Koesterich Reiterates Overweight Rating on China
For the bulk of 2012, it has been troublesome economic data that has kept a lid on Chinese equities and the corresponding ETFs. However, Chinese data points, along with stocks there, have improved in recent weeks. The latest sign is the October China HSBC Flash Manufacturing Purchasing Managers Index, which registered 49.1.
That is good enough for the best reading since April and combined with rising retail sales and third-quarter GDP growth of 7.4 percent could be reason enough for more investors to become with already surging China ETFs.
Russ Koesterich, iShares global chief market strategist, advocates an Overweight rating on the world's second-largest economy. In a new blog post, Koesterich notes the most dire of scenarios many predicted for China's economy has not come to pass.
"Our expectation is that Chinese growth has probably slowed to around 7.5% – 8%," he wrote. "We believe that the more dire predictions of a Chinese hard landing appear less likely and recent market selling is overdone."
With it becoming more apparent the hard landing so many had called for has been avoided, China ETFs have soared in recent weeks. In the past month, the iShares MSCI China Index Fund (NYSE: MCHI) and the Guggenheim China Small-Cap ETF (NYSE: HAO) are both up nearly 10 percent. The iShares FTSE China (HK Listed) Index Fund (NYSE: FCHI) has popped nearly nine percent. The iShares FTSE China 25 Index Fund (NYSE: FXI), the largest China ETF by assets, has been a "laggard" with a gain of just six percent.
Those ETFs and others may have more room for upside because, as Koesterich notes, Chinese equities are inexpensive on a valuation basis.
"Chinese stocks are down a stunning 66% from their 2007 top," wrote Koesterich. "Chinese equities are now trading at approximately 1.3 times book value and less than nine times next year's earnings. On a relative basis, the Chinese stock market has never looked cheaper. Historically, Chinese stocks traded at a 56% premium to other emerging market (EM) countries, but today they are trading at a 10% discount."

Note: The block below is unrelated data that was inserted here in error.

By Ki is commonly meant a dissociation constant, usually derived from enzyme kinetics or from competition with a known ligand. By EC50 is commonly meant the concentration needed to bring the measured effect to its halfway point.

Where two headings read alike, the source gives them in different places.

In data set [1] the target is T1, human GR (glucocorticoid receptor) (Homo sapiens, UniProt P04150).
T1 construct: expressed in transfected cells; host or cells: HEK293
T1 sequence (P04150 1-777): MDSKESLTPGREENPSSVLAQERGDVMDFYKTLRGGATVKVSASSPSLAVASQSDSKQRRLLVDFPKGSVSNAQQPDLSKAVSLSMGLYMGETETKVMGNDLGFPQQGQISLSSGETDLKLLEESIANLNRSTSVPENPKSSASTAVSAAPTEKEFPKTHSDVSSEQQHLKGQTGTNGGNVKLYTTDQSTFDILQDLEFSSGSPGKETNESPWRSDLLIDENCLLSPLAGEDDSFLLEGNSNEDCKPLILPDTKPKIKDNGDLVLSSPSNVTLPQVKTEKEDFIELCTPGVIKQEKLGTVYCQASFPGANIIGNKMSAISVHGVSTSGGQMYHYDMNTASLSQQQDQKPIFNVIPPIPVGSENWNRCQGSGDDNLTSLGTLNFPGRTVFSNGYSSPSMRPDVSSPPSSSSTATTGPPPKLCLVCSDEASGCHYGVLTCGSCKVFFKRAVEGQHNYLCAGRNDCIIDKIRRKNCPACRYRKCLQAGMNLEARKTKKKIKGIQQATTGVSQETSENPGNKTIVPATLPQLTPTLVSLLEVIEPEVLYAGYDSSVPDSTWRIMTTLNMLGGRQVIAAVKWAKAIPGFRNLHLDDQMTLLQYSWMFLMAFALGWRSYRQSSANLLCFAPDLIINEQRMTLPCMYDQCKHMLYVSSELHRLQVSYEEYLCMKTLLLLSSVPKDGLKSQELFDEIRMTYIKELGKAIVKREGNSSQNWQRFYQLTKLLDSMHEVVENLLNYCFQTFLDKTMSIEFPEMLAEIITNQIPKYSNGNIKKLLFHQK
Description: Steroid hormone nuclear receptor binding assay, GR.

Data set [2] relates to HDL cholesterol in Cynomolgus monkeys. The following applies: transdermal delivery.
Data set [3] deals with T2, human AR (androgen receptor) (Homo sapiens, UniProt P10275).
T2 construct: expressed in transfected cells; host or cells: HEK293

The compelling valuations apply to China ETFs as well. The iShares MSCI Emerging Markets Index Fund (NYSE: EEM) sports a price-to-earnings ratio of 17.3 and a price-to-book ratio of three,according to iShares data.
By comparison, FCHI trades at 12.7 times earnings and with a price-to-book ratio of 1.65. MCHI goes for 14.7 times earnings with a price-to-book ratio of 2.5. FXI is cheaper than both at 12.5 times earnings and a price-to-book ratio of 1.55.
Chinese small-caps, as measured by HAO, are even cheaper. That ETF has a price-to-earnings ratio of just 7.8 and a price-to-book ratio of one, according to Guggenheim data.
"While Chinese growth is unlikely to revert back to the glory days of 2010, when the economy expanded by over 10%, it looks like current valuations now more than reflect the slowdown in growth," said Koesterich.
Even some niche China ETFs have gotten in on the act in recent weeks. The EGShares China Infrastructure ETF (NYSE: CHXX) has surged 9.3 percent in the past month while the Global X China Consumer ETF (NYSE: CHIQ) is up 5.3 percent.
Slumping retail sales in China during the first half of 2012 punished CHIQ, sending the ETF tumbling by approximately 31 percent from early March through late July. CHIQ's current price-to-book ratio is 1.62.
Buoyed by China's infrastructure stimulus plans and a strong technical picture, CHXX has rebounded from its 52-week low set in early September. Even with that impressive bounce, CHXX trades at just 8.4 times trailing earnings with a price-to-book ratio of 1.1.
For more on China ETFs, click here.
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Tags: Russ Koesterich